SAH Archipedia Highlights: Desert Architecture

by Catherine Boland Erkkila, SAH Archipedia/BUS Managing Editor | Aug 03, 2021

house of curved shapes and domes in foreground with foothills in background

Whiting House | SAH ARCHIPEDIA (sah-archipedia.org)

Photo by Henry Whiting

Sitting at the intersection of three valleys in the central Idaho mountains just south of Sun Valley is one of the most enigmatic houses in the West. At first glance it appears to be a wildly chaotic grouping of randomly rounded forms and volumes. Sited in a broad flat area just beyond an intermittent stream and backed up by abrupt foothills, one cannot escape the feeling that it is a puzzle to be solved. Architect Henry Whiting had a lifelong love of the landscape around Sun Valley, particularly its gently rolling, dendritically formed foothills, cloaked in a fawn-like skin of sagebrush and grass. His goal was to build a house that would serve as an example of building harmoniously with the land.

small boulders and cacti in foreground, house of glass, steel and stone in background

Kaufmann House | SAH ARCHIPEDIA (sah-archipedia.org)

Photo by Mark Mones 

Richard Neutra’s Kaufmann House in Palm Springs, California, was designed and built in 1946–1947, although some sources claim that the preparatory contact between client and architect occurred in 1945. The house exemplifies Neutra’s approach to designing a house and its surroundings as a single, continuous environment, a concept he had begun to work with in the early 1940s. The Kaufmann House is an early example, and one of the clearest, of a post–World War II southern Californian modernism that closely integrates the building with its environment. For Neutra, however, the house also symbolized a universal type of dwelling for difficult-to-settle environments.

long rectangular house foregrounded by grassland, hills in background

Lone Mountain Ranch House | SAH ARCHIPEDIA (sah-archipedia.org)

Photo by Christopher C. Mead

The Lone Mountain Ranch House, near the former mining town of Golden, New Mexico, is an eloquent commentary on how traditions of ranching, going back four hundred years in the American Southwest, have changed at the start of the twenty-first century. The house, designed by Rick Joy, brings Japan to the Southwest in a virtuous circle of environmental sustainability grounded in the natural conditions of its site.

white, gray, and brown house with tripartite stepped form, tall glass windows, set in desert landscape

Viewpoint | SAH ARCHIPEDIA (sah-archipedia.org)

Photo by Kathryn McGuire

Viewpoint is a modest retirement house built in the Tucson Mountain foothills for Christina Affeld Johnson by her daughter, Judith Davidson Chafee, a renowned local architect with modernist training and regionalist sensibilities. While Chafee would go on to construct several larger dwellings in the desert, this small, critical regionalist house is significant as her simplest, most personal expression of domesticity in a striking Sonoran desert setting.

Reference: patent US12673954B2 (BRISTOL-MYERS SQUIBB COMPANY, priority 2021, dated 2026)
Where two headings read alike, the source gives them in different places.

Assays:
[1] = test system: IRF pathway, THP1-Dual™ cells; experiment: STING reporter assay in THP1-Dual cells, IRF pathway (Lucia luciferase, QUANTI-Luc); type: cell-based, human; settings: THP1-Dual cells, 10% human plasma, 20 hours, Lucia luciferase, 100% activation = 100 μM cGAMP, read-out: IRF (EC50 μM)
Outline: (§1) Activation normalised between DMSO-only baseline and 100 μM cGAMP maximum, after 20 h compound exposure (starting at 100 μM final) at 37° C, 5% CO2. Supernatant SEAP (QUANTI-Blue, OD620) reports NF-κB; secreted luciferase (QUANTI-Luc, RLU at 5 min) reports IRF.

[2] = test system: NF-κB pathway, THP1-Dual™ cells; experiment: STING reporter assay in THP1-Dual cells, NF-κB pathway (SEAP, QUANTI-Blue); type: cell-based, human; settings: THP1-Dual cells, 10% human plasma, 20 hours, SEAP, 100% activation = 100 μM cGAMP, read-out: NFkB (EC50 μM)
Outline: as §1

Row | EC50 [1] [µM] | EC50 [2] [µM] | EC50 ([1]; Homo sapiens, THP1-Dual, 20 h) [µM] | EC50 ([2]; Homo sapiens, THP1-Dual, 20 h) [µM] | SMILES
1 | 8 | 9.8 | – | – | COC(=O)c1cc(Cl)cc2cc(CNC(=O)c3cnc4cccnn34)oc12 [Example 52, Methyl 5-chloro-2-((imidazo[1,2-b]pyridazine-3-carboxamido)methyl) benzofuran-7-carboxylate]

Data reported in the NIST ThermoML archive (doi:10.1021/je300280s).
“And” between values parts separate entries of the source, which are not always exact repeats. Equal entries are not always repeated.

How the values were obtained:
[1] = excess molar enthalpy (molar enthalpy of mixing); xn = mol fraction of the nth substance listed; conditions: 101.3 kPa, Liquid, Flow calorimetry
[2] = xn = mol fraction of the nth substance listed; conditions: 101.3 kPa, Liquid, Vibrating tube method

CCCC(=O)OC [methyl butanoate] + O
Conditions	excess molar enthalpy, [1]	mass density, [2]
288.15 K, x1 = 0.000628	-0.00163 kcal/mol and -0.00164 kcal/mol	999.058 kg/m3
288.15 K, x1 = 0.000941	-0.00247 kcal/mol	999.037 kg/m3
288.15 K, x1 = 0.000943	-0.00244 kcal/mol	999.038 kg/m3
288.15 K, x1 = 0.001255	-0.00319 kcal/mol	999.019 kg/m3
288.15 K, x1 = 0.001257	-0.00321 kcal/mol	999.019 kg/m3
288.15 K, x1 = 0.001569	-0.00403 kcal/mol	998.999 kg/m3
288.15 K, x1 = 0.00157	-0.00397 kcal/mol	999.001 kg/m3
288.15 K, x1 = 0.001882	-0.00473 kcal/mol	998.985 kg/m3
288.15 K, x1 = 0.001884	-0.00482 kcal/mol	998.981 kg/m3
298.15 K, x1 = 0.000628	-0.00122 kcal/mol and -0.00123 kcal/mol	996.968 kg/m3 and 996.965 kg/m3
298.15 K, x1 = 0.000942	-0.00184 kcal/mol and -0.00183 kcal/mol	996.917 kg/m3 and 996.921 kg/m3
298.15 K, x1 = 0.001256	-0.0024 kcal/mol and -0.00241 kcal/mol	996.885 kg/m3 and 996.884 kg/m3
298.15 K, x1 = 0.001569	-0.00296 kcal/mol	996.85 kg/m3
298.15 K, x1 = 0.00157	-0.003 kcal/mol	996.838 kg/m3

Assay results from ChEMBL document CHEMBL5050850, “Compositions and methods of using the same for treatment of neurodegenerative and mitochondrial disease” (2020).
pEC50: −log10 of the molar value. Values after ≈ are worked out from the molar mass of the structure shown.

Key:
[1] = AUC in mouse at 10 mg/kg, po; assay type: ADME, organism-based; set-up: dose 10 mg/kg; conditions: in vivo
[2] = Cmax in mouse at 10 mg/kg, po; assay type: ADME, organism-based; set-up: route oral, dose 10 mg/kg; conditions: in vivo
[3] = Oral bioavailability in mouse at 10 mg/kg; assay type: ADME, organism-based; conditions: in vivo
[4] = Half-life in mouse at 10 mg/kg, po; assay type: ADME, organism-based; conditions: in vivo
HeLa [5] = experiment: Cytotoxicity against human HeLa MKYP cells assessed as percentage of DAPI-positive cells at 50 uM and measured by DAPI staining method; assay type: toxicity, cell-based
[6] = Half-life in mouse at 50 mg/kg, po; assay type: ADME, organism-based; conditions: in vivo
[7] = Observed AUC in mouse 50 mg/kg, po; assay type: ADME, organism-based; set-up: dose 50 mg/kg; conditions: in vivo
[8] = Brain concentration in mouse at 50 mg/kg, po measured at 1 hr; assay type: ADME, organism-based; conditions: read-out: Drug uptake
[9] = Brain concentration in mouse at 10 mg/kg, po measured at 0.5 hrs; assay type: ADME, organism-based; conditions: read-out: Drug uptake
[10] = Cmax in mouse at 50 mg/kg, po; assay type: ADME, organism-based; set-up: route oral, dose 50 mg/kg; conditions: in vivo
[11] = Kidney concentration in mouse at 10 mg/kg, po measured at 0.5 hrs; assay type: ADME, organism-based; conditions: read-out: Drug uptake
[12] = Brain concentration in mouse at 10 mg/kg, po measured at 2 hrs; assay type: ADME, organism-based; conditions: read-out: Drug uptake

low stone and wood house with slightly canted walls and exposed, upwardly angled beams surrounded by desert landscaping

Taliesin West | SAH ARCHIPEDIA (sah-archipedia.org)

Photo by Mark C. Vinson, FAIA/AICP

Frank Lloyd Wright chose a remote site north of Scottsdale, Arizona, where he and his associates could live close to nature and where the architecture would harmonize with the landscape. Low and unobtrusive, the buildings at Taliesin West have slightly canted walls and exposed, upwardly angled beams echoing the shapes of the mountains behind them. The broad walkways, open terraces, and vegetation nestled against the buildings mimic the immense desert and wide streambeds spread across the valley below. Wright took great care placing the new structures in the desert landscape, developing detailed topographic site plans to guide construction. Sited on approximately 600 acres (for which Wright paid $60 an acre), Taliesin West includes approximately 45,000 square feet of enclosed or covered area, divided among nine buildings, courtyards, and complexes. Wright and his apprentices tinkered with, expanded, and remodeled the entire complex until 1958.




Founded in 1940, the Society of Architectural Historians is an international nonprofit membership organization that promotes the study, interpretation and conservation of architecture, design, landscapes and urbanism worldwide. SAH serves a network of local, national and international institutions and individuals who, by profession or interest, focus on the built environment and its role in shaping contemporary life. SAH promotes meaningful public engagement with the history of the built environment through advocacy efforts, print and online publications, and local, national and international programs.
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